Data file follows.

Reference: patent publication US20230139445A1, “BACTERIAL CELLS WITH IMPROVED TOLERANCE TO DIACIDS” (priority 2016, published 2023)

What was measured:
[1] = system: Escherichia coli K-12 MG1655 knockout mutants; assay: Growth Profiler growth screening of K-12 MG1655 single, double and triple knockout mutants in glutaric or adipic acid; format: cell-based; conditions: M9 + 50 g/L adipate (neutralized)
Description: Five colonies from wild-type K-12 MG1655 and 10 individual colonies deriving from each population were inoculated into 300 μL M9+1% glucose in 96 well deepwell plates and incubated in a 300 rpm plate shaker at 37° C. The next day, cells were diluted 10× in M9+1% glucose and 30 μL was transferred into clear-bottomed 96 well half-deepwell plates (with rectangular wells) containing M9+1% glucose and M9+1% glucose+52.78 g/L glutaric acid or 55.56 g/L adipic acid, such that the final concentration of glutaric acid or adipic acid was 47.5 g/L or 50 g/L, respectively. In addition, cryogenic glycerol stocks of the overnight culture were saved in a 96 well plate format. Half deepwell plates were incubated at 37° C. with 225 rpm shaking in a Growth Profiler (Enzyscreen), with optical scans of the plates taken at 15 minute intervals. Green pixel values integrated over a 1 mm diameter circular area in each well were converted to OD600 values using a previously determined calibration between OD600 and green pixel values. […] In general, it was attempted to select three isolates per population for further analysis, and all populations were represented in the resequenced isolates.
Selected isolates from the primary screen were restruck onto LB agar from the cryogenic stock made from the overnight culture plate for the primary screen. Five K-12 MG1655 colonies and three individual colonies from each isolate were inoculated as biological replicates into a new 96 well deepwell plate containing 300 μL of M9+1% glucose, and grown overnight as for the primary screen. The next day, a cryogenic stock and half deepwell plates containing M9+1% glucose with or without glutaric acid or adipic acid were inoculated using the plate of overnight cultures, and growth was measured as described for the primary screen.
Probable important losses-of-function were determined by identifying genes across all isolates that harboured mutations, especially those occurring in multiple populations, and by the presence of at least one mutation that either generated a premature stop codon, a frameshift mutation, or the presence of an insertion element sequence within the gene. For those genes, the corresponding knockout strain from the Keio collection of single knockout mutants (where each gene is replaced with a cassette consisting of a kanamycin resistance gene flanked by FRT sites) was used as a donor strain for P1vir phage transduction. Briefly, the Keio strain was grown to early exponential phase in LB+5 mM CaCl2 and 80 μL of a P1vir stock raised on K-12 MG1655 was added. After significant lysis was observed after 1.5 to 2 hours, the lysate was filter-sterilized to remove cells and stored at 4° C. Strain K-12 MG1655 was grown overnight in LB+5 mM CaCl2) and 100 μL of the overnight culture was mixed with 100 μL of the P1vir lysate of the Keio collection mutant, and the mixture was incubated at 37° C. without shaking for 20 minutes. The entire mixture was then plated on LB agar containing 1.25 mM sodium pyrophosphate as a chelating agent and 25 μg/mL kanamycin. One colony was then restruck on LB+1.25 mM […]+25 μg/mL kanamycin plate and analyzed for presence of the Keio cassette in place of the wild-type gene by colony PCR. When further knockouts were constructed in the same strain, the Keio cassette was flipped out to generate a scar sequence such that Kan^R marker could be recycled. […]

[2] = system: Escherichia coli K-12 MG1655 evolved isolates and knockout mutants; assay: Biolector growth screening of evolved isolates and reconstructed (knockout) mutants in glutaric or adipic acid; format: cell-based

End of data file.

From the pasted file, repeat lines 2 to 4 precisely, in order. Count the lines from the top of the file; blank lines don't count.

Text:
What was measured:
[1] = system: Escherichia coli K-12 MG1655 knockout mutants; assay: Growth Profiler growth screening of K-12 MG1655 single, double and triple knockout mutants in glutaric or adipic acid; format: cell-based; conditions: M9 + 50 g/L adipate (neutralized)
Description: Five colonies from wild-type K-12 MG1655 and 10 individual colonies deriving from each population were inoculated into 300 μL M9+1% glucose in 96 well deepwell plates and incubated in a 300 rpm plate shaker at 37° C. The next day, cells were diluted 10× in M9+1% glucose and 30 μL was transferred into clear-bottomed 96 well half-deepwell plates (with rectangular wells) containing M9+1% glucose and M9+1% glucose+52.78 g/L glutaric acid or 55.56 g/L adipic acid, such that the final concentration of glutaric acid or adipic acid was 47.5 g/L or 50 g/L, respectively. In addition, cryogenic glycerol stocks of the overnight culture were saved in a 96 well plate format. Half deepwell plates were incubated at 37° C. with 225 rpm shaking in a Growth Profiler (Enzyscreen), with optical scans of the plates taken at 15 minute intervals. Green pixel values integrated over a 1 mm diameter circular area in each well were converted to OD600 values using a previously determined calibration between OD600 and green pixel values. […] In general, it was attempted to select three isolates per population for further analysis, and all populations were represented in the resequenced isolates.